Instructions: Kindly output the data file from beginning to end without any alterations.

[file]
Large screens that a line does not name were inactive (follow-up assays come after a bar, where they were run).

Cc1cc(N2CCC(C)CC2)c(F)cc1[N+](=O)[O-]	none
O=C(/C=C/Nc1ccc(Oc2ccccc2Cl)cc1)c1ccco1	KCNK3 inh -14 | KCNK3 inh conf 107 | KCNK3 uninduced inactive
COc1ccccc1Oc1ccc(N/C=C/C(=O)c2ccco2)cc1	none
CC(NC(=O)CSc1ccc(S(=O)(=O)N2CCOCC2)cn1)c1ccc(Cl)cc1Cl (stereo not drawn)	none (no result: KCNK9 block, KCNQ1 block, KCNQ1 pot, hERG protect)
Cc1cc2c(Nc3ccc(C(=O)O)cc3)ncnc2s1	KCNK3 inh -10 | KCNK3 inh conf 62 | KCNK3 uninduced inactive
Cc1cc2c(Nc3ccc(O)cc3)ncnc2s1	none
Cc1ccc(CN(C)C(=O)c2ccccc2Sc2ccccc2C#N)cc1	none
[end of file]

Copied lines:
Large screens that a line does not name were inactive (follow-up assays come after a bar, where they were run).

Cc1cc(N2CCC(C)CC2)c(F)cc1[N+](=O)[O-]	none
O=C(/C=C/Nc1ccc(Oc2ccccc2Cl)cc1)c1ccco1	KCNK3 inh -14 | KCNK3 inh conf 107 | KCNK3 uninduced inactive
COc1ccccc1Oc1ccc(N/C=C/C(=O)c2ccco2)cc1	none
CC(NC(=O)CSc1ccc(S(=O)(=O)N2CCOCC2)cn1)c1ccc(Cl)cc1Cl (stereo not drawn)	none (no result: KCNK9 block, KCNQ1 block, KCNQ1 pot, hERG protect)
Cc1cc2c(Nc3ccc(C(=O)O)cc3)ncnc2s1	KCNK3 inh -10 | KCNK3 inh conf 62 | KCNK3 uninduced inactive
Cc1cc2c(Nc3ccc(O)cc3)ncnc2s1	none
Cc1ccc(CN(C)C(=O)c2ccccc2Sc2ccccc2C#N)cc1	none